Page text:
The newly empowered pension regulator has called for fresh bids for pension fund managers as the process through which the existing eight PFMs were selected last year raised many eyebrows and had to be undone.
According to official sources, the Pension Fund Regulatory and Development Authority (PFRDA) has just initiated a competitive bidding process for selection of the PFMs seeking those agreeing to levy the lowest fund management fee. The existing PFMs will have to re-bid to retain their mandate.
The process is part of the regulator's effort to roll back some of the steps taken by former chairman Yogesh Agarwal, which have come under the scanner of authorities. PFRDA, under Agarwal, had appointed new pension fund managers based on a set of criteria but sans the competitive bidding process. Agarwal had also raised fund management fees steeply from 0.0009% to up to 0.25% after some of them raised their expenses including wages and salaries, to justify higher fees.
"These deviations have come under the scanner of the Central Vigilance Commission and Comptroller and Auditor General of India," a finance ministry official said.
Soon after the PFRDA Bill was passed in September, the finance ministry asked Agarwal to step down before the completion of his term.
"Some of the earlier decisions like hiking fund management charges are now being undone. The request for proposal for (selection of PFMs) has already been called for and the last date for receiving the bids is February 14. After the technical and commercial bids, the letters of intent will be issued to shortlisted PFMs on March 4," an official familiar with the development told FE.
The three existing PFMs for the NPS of government employees are required to submit commercial bids only, while others will have to submit both technical and commercial bids.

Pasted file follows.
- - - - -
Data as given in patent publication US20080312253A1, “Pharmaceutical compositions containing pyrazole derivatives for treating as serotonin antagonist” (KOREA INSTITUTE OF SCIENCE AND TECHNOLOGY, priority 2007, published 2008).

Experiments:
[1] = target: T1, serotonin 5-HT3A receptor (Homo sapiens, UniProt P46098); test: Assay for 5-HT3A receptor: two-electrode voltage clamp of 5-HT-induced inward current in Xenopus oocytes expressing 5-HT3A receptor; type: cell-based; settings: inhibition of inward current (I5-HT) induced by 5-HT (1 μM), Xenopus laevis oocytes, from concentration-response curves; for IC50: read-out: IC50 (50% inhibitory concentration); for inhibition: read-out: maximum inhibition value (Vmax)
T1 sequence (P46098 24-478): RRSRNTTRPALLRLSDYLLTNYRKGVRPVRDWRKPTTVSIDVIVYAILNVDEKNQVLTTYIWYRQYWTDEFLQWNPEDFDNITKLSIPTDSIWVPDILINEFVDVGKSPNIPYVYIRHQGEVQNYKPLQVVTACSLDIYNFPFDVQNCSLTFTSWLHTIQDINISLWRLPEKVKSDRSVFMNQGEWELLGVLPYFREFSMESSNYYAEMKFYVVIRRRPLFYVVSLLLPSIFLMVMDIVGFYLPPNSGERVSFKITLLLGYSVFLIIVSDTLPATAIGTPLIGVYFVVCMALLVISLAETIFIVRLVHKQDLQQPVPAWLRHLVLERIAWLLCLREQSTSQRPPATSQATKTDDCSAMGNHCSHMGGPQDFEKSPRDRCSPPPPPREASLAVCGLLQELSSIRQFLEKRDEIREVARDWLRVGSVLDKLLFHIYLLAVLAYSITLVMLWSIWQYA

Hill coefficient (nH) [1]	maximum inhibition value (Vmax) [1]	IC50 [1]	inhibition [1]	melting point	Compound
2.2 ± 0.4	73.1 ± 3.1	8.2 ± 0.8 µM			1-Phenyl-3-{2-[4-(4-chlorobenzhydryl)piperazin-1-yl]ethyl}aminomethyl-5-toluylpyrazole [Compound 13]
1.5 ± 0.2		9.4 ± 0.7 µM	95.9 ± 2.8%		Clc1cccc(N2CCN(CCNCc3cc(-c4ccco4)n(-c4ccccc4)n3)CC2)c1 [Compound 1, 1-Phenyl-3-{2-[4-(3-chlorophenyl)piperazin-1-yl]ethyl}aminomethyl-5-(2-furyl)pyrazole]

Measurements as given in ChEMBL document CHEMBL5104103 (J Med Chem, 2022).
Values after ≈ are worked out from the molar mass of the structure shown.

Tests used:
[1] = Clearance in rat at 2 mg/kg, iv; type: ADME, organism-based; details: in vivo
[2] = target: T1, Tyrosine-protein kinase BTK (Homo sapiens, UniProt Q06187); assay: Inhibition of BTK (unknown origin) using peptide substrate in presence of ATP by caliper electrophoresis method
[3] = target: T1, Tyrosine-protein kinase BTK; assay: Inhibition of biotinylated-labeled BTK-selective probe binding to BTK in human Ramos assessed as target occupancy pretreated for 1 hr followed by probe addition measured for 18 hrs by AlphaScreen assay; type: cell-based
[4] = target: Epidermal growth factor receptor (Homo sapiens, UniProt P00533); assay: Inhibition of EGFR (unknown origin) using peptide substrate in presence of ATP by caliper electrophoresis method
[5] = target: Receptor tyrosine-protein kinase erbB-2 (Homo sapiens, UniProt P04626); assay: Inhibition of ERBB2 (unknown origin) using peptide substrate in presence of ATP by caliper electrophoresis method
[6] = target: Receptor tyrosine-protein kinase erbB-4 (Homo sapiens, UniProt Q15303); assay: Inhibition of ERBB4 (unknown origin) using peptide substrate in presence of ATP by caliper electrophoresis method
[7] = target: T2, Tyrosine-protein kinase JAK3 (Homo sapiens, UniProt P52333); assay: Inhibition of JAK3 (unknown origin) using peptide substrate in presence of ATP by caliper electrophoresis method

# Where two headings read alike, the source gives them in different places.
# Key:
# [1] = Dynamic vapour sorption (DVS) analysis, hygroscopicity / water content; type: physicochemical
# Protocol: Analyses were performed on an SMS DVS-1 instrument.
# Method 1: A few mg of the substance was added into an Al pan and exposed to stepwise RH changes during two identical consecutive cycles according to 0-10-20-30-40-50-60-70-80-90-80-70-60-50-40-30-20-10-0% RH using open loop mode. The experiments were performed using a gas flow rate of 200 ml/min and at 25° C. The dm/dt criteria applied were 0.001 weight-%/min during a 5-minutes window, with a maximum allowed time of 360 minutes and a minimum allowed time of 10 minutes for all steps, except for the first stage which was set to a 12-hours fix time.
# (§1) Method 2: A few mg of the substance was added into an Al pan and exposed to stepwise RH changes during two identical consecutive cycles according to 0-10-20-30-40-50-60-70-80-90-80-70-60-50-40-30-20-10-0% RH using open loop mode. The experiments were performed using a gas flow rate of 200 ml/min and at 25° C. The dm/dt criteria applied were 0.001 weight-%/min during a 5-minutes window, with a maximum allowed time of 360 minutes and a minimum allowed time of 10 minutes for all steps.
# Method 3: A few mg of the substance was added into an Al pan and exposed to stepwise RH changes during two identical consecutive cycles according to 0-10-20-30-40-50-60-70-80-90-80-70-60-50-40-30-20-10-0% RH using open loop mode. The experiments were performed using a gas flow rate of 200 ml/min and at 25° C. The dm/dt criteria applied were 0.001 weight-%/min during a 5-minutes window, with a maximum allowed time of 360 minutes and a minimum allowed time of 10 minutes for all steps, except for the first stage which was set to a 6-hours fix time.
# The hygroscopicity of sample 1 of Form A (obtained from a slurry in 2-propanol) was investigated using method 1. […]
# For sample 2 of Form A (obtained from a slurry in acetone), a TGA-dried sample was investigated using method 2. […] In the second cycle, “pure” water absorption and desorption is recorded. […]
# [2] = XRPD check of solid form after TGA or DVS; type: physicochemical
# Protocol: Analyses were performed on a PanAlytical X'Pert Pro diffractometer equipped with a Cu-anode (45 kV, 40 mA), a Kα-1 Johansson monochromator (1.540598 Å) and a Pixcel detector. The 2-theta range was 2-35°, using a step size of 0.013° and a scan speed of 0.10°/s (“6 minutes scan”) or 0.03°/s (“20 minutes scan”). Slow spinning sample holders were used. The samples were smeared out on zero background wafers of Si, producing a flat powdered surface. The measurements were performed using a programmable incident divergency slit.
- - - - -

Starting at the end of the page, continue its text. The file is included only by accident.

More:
PFRDA has over the years registered 8 PFMs promoted by LIC, SBI, UTI AMC, ICICI, HDFC, Kotak Mahindra, Reliance Capital and DSP Blackrock for managing the funds of private Sector NPS. Three PFMs promoted by PSU financial institutions LIC, SBI and UTI AMC manage the NPS corpus of government employees.
The regulator now wants to select PFMs through a transparent and competitive bidding process based on who quotes the minimum fund management fees.
"The proposed appointment, under the current RFP process, shall be valid for a period of 5 years, and the successful bidders appointed as Pension Funds shall have to obtain/retain validity of a registration certificate after satisfying/continuing to satisfy the eligibility criteria as may be specified under the PFRDA Act and/or rules or regulations framed from time to time for continuing its operations as PF, failing which, it will cease to act as PF and the appointment/registration will be liable to be withdrawn/cancelled," the regulator said.
While PFMs have to submit their respective bids for fund management fees, the selected players will have to accept the lowest bid to qualify as PFMs.
NPS was initiated by the government in 2004 as part of the reform to switch over to a defined contribution scheme from the earlier defined benefit scheme, to reduce the future pension liability. Central government employees recruited since 2004 were mandatorily offered NPS.